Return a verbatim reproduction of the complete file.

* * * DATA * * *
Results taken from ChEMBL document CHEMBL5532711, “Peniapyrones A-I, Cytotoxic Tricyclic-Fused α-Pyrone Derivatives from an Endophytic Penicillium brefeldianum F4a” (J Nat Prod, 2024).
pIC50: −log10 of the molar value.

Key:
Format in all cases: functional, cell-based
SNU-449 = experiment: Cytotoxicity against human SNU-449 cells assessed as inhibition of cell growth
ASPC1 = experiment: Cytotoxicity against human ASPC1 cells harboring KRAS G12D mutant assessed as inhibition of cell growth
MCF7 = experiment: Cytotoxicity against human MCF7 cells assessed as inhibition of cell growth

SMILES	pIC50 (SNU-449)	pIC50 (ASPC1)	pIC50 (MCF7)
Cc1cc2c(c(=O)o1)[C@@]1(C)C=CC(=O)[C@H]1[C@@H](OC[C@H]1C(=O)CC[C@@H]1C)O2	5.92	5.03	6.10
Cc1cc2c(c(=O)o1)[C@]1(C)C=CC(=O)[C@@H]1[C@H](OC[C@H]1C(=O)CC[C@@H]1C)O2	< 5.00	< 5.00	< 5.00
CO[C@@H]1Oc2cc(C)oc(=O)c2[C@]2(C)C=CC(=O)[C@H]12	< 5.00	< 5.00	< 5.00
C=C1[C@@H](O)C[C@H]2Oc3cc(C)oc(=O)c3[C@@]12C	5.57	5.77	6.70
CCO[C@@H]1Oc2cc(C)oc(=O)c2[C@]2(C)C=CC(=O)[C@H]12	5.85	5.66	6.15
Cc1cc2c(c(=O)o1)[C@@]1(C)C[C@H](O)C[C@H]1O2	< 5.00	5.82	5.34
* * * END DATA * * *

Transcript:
Results taken from ChEMBL document CHEMBL5532711, “Peniapyrones A-I, Cytotoxic Tricyclic-Fused α-Pyrone Derivatives from an Endophytic Penicillium brefeldianum F4a” (J Nat Prod, 2024).
pIC50: −log10 of the molar value.

Key:
Format in all cases: functional, cell-based
SNU-449 = experiment: Cytotoxicity against human SNU-449 cells assessed as inhibition of cell growth
ASPC1 = experiment: Cytotoxicity against human ASPC1 cells harboring KRAS G12D mutant assessed as inhibition of cell growth
MCF7 = experiment: Cytotoxicity against human MCF7 cells assessed as inhibition of cell growth

SMILES	pIC50 (SNU-449)	pIC50 (ASPC1)	pIC50 (MCF7)
Cc1cc2c(c(=O)o1)[C@@]1(C)C=CC(=O)[C@H]1[C@@H](OC[C@H]1C(=O)CC[C@@H]1C)O2	5.92	5.03	6.10
Cc1cc2c(c(=O)o1)[C@]1(C)C=CC(=O)[C@@H]1[C@H](OC[C@H]1C(=O)CC[C@@H]1C)O2	< 5.00	< 5.00	< 5.00
CO[C@@H]1Oc2cc(C)oc(=O)c2[C@]2(C)C=CC(=O)[C@H]12	< 5.00	< 5.00	< 5.00
C=C1[C@@H](O)C[C@H]2Oc3cc(C)oc(=O)c3[C@@]12C	5.57	5.77	6.70
CCO[C@@H]1Oc2cc(C)oc(=O)c2[C@]2(C)C=CC(=O)[C@H]12	5.85	5.66	6.15
Cc1cc2c(c(=O)o1)[C@@]1(C)C[C@H](O)C[C@H]1O2	< 5.00	5.82	5.34